Postpartum Recovery Exercises
After pregnancy you are at increased risk for the development of such conditions as urinary incontinence, abdominal muscle weakness, and lower back pain. Want to reduce that risk? Read on...
Pelvic Floor Muscles
Your pelvic floor muscles play an important role during pregnancy and throughout your life in maintaining proper alignment of the spine and support of the pelvic organs. Normally, your pelvic floor should be supportive and span in an upright curve from the pubic bone to tailbone. Weakness in this area results in sagging and loss of support.
Pelvic Floor Strengthening
Lack of bladder control is common in new mothers for up to eight weeks postpartum. For some women, the pregnancy and the birthing process causes trauma to the pelvic floor, resulting in short term urinary incontinence. If you haven’t already been performing pelvic floor exercises—also called Kegels—during your pregnancy, now is a great time to start.
Locating Pelvic Floor Muscles
A way of locating the pelvic floor muscles is to feel the muscles that contract when you stop the flow of urine. The muscles responsible for stopping the flow are the pelvic floor muscles. Use the urine stop and start test only initially when learning how to locate and isolate the muscle group.
Pelvic Floor Exercises
Pelvic floor exercises are easy: 1) Contract the pelvic floor muscles quickly and hold for five to 10 seconds—squeeze as tightly as possible as you hold. 2) Contract your muscles progressively tighter to a count of five and relax to a count of five. Build up to 50 to 75 repetitions of each exercise every day. No one will be able to tell that you are doing these exercises, so you can do them anywhere. It is helpful to establish certain times of the day (before you get out of bed each morning) or activities (driving to work, brushing your teeth) that are your “cue” to do your pelvic floor exercises.
During pregnancy, most women look forward to the day when they can get back into their favorite jeans. It’s important to remember that just as it took 40 weeks to get the end of your pregnancy, it will take nearly that long to return to pre-pregnancy shape. For some women, a Cesarean delivery may slow the return of their abdominal tone, and for others the skin may remain slack as a result of stretching.
Skip the Sit-Ups
Traditional sit-ups place too much stress on the low back and don’t effectively target the muscles that need strengthening. The safest and most effective postpartum tummy tighteners are called the “Sahrmann Abdominal Exercises.” These five sequential exercises gradually strengthen your tummy without putting stress on your low back. Strong abdominal muscles play an important role in support of the spine, and if the muscles remain weak, there is a higher risk of back pain.
Sahrmann Abdominal Exercises
Lie on your back with your arms at your side, knees bent and feet resting on the floor. Inhale and exhale a few times. Don’t flatten your back or tilt your pelvis, just let the natural curve in your back remain. Breathe in slowly and deeply. Now breathe out and tighten your tummy muscles, pulling your navel towards your spine. Remember to concentrate on contracting the muscles below your belly button and don’t flatten your back. When you are able to contract and relax your abdominal muscles without moving your back you have earned to properly isolate the correct muscles. You can then try the next step…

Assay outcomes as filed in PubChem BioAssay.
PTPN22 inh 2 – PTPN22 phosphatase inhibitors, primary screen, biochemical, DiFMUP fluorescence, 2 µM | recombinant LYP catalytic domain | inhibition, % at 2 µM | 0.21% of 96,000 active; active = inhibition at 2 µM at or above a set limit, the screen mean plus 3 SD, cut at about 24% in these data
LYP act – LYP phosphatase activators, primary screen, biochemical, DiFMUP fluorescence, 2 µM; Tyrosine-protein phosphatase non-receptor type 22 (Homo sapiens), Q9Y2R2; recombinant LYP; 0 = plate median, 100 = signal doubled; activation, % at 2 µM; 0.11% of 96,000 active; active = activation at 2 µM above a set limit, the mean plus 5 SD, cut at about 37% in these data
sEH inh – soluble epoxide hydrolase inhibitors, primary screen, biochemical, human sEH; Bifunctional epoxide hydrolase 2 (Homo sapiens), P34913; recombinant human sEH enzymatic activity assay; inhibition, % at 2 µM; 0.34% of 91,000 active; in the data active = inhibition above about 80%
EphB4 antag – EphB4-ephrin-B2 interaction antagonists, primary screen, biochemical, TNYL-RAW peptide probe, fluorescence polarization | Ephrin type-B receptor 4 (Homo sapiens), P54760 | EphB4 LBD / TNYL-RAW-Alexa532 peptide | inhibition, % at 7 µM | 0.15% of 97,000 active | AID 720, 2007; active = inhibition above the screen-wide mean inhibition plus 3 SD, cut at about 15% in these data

Sahrmann Abdominal Exercises: Step 1
1) Lie on the floor with knees bent and arms at your side. 2) Hold your tummy in by doing your basic breath contraction. Keep breathing as you hold the muscles in and keeping one leg bent, slowly slide the other leg out until it is straight with the floor, and then slide back up to bent knee position. Relax your tummy. 3) Repeat the process for the other leg. Remember, don’t flatten your back and keep the curve relaxed. When you can comfortably do 20 leg slides on each side you can move to the next step…
Sahrmann Abdominal Exercises: Step 2
1) Lie on floor with knees bent and arms at your sides. Pull in on your tummy and hold, then raise one knee towards your chest and slowly straighten it out parallel to (about 2 to 3 inches above the floor) but not touching the floor. Return extended leg to starting position, knees bent, feet resting on floor, and relax your tummy. 2) Repeat on opposite side, keeping one knee always bent as you extend the other leg. When you can do this exercise 20 times on each side, without your back arching up off the floor, you can move on to step 3…
Sahrmann Abdominal Exercises: Step 3
1) Lying in the same position as step 2, breathe in using your basic breath and raise both legs up to a bent knee, 90-degree angle. While holding your tummy in, lower one leg down with the knee still bent to the floor, then raise it back to the starting position. Repeat with the opposite leg. Slowly work up to 20 repetitions each leg. With each repetition remember to keep breathing, contract your tummy as you move your leg, and don’t let you back pop up. If the arch in your back keeps popping up during the exercise it means you’re not strong enough to progress to this level, and need to go back to the previous exercise until you build greater strength.
Remember with all exercises to progress slowly and gently, and don’t continue to do any exercises that cause pain or discomfort. Be patient with your body; it will take time to return to normal. Rest, good nutrition, and
exercise are equally important during your postpartum recovery and they work together to help your meet the challenges motherhood provides!
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